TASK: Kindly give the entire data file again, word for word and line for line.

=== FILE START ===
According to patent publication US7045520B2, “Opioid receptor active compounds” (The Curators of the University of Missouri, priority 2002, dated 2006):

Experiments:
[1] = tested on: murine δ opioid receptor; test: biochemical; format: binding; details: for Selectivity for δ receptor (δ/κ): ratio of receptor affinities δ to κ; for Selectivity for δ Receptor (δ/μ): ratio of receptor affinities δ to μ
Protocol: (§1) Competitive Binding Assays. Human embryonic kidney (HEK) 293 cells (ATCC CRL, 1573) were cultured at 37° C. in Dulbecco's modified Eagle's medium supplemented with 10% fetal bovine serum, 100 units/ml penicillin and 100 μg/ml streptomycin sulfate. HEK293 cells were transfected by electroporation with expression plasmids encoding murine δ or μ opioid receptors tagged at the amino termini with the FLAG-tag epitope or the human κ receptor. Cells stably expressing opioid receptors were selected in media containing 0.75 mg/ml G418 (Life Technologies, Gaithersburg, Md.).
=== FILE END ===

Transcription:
According to patent publication US7045520B2, “Opioid receptor active compounds” (The Curators of the University of Missouri, priority 2002, dated 2006):

Experiments:
[1] = tested on: murine δ opioid receptor; test: biochemical; format: binding; details: for Selectivity for δ receptor (δ/κ): ratio of receptor affinities δ to κ; for Selectivity for δ Receptor (δ/μ): ratio of receptor affinities δ to μ
Protocol: (§1) Competitive Binding Assays. Human embryonic kidney (HEK) 293 cells (ATCC CRL, 1573) were cultured at 37° C. in Dulbecco's modified Eagle's medium supplemented with 10% fetal bovine serum, 100 units/ml penicillin and 100 μg/ml streptomycin sulfate. HEK293 cells were transfected by electroporation with expression plasmids encoding murine δ or μ opioid receptors tagged at the amino termini with the FLAG-tag epitope or the human κ receptor. Cells stably expressing opioid receptors were selected in media containing 0.75 mg/ml G418 (Life Technologies, Gaithersburg, Md.).